Bruce K.'s Comment
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Hi Eric. I don't like the term "forced dispatch" It makes the company sound like they are totalitarian mini-states, which they aren't. In every other profession, it's just called "doing your job".

It took me awhile to understand the difference between dispatch and load boards. If you are a company driver you will be dispatched, unlike an independent driver. This is not a bad thing at all. Your company dispatch may avoid sending you on very difficult routes when you are a rookie so you can build up your skills before you get assigned to congested areas. This was the case with me at Schneider.

Old School has posted a number of times about his great relationship with his dispatcher. Because he has a long term track record of "getting the job done", his dispatcher gives him great assignments. You will never hear any of the experienced drivers complain about the so-called "forced dispatch".

So, don't let that influence your choice of a company to drive for. Besides, rookies like us don't have the knowledge and experience to pick and choose loads wisely. That's why they pay dispatchers to guide us.

Dispatcher:

Dispatcher, Fleet Manager, Driver Manager

The primary person a driver communicates with at his/her company. A dispatcher can play many roles, depending on the company's structure. Dispatchers may assign freight, file requests for home time, relay messages between the driver and management, inform customer service of any delays, change appointment times, and report information to the load planners.

OOS:

When a violation by either a driver or company is confirmed, an out-of-service order removes either the driver or the vehicle from the roadway until the violation is corrected.

PackRat's Comment
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If you’re in southern CA, you may not be in the Roehl hiring area. The majority of their operations are east of the Mississippi River.

PJ's Comment
member avatar

Roehl has a flatbed division in so cal. Was in Fontana unless they moved it. Roehl is a good company, don’t get hung up on the forced dispatch issue. We all have our likes and dislikes, but we still have to do our job. There are alot of factors that go into dispatch assignments, so just be thankful they are getting you miles and home on time.

Marc Lee's Comment
member avatar

Question I had RE: "forced dispatch" is "how does that play out for rookies?"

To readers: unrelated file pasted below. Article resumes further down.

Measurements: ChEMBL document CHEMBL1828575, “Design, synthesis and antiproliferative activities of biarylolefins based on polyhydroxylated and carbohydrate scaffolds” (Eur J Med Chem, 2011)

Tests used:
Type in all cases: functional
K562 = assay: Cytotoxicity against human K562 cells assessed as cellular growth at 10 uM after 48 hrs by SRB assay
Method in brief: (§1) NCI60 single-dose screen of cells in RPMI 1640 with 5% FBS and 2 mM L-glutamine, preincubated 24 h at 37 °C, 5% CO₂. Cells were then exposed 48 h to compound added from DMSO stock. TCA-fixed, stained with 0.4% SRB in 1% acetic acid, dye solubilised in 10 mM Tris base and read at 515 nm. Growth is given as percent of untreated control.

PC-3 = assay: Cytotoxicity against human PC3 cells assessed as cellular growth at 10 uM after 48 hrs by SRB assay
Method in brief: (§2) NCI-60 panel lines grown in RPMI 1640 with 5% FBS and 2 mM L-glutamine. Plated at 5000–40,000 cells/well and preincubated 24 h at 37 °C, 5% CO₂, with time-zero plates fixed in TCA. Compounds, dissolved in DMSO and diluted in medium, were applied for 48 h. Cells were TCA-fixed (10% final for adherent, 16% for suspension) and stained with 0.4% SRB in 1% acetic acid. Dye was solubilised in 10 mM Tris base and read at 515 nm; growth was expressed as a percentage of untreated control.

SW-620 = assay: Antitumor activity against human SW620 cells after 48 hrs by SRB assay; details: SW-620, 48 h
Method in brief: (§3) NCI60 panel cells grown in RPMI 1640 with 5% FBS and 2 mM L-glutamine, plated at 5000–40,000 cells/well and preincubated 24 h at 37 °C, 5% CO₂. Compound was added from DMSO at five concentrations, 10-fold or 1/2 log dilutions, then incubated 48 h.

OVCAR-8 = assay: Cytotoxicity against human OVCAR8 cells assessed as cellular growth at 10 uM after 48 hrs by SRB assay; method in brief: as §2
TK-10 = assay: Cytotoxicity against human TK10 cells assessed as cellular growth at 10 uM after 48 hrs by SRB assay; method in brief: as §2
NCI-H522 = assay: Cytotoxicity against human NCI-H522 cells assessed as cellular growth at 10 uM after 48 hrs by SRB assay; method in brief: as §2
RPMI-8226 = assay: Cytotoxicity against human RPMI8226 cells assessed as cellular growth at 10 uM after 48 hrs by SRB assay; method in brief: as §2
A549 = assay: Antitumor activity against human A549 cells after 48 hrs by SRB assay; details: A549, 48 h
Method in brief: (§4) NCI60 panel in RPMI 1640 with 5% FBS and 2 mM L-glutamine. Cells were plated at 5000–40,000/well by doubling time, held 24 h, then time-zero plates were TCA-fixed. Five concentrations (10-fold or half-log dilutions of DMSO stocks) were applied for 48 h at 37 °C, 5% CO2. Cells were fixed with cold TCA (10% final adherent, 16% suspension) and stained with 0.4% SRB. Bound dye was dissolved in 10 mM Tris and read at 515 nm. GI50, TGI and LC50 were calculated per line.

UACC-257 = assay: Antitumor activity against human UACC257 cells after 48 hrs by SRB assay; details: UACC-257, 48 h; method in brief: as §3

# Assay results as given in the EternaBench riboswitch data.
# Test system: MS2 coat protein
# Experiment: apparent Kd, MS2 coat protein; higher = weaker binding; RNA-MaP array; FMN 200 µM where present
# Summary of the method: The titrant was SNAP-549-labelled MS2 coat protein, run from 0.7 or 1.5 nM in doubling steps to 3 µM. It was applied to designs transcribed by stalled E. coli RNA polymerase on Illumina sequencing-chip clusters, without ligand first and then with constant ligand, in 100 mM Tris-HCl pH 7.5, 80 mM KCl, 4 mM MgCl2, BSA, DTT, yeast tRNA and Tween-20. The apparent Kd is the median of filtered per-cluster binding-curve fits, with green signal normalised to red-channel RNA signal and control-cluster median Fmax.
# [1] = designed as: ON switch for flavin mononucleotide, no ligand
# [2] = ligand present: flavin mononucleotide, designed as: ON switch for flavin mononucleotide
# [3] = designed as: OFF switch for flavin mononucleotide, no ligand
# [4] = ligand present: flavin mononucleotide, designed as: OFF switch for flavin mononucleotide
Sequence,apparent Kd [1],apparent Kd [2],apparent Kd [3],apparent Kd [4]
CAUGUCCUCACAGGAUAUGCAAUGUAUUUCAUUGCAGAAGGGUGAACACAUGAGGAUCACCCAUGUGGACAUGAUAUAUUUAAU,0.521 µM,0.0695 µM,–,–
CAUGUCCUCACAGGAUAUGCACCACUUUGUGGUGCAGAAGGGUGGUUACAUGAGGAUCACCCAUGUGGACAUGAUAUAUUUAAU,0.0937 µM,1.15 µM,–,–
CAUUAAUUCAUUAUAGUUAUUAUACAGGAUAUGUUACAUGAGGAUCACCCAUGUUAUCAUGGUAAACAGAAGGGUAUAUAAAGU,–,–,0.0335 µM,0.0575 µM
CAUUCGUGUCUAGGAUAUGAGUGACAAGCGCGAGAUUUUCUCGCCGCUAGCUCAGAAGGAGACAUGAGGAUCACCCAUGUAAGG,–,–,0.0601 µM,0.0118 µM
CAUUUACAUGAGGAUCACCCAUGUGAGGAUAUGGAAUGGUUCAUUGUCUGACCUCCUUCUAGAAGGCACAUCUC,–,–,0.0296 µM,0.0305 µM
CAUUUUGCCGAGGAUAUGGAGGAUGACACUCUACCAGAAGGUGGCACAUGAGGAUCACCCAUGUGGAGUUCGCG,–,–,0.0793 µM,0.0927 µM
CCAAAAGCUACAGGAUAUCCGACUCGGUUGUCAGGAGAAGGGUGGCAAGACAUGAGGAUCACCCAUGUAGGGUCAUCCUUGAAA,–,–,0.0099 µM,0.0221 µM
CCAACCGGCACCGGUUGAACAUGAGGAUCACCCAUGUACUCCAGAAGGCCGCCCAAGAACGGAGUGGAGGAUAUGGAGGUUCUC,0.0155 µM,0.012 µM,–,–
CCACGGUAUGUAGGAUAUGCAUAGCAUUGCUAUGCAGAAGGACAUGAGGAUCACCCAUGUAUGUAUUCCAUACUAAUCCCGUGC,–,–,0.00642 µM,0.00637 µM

I get the concept and see both sides of the issue. As a Noob I am looking to have the ability to learn to do this and hopefully to perform at a high level. My objective was always to find an opportunity to succeed. I assume Forced Dispatch is still tempered with the employer not intentionally "setting up a rookie to fail." How does this really play out in the real world? (I can't see a DM intentionally sending a rookie to a place they know will be a nightmare early on. Or is that being overly optimistic?).

In my brief tine training with J.B. Hunt I got get to see some trickey Targets*. But I think they would not have sent me there right away as a new solo...

* One had almost no place to drop the trailers (double drop). Docks were right along a busy street with no truck parking, Municipality hates trucks and truckers... Virtually impossible to do legally for a pro! But the truck and trailer actually DO fit in the streets around there!

Dm:

Dispatcher, Fleet Manager, Driver Manager

The primary person a driver communicates with at his/her company. A dispatcher can play many roles, depending on the company's structure. Dispatchers may assign freight, file requests for home time, relay messages between the driver and management, inform customer service of any delays, change appointment times, and report information to the load planners.
Big Scott (CFI Driver/Tra's Comment
member avatar

Forced dispatch is a bad term. If you worked in a store and your boss said dusting the shelves is one of your jobs, you would have to do that every day.

Forced dispatch means here is you next work assignment. The company finds you loads with the goal of making money. Money for you and therefore the company. The more they keep you running the better for everyone.

New drivers don't know the freight lanes or where higher paying freight is. I have a friend who owns his own truck and is an independent contractor with CFI. He is not forced dispatched, yet he takes every load they give him and he keeps running.

Don't let the term forced dispatch play in your decision. Good luck to you.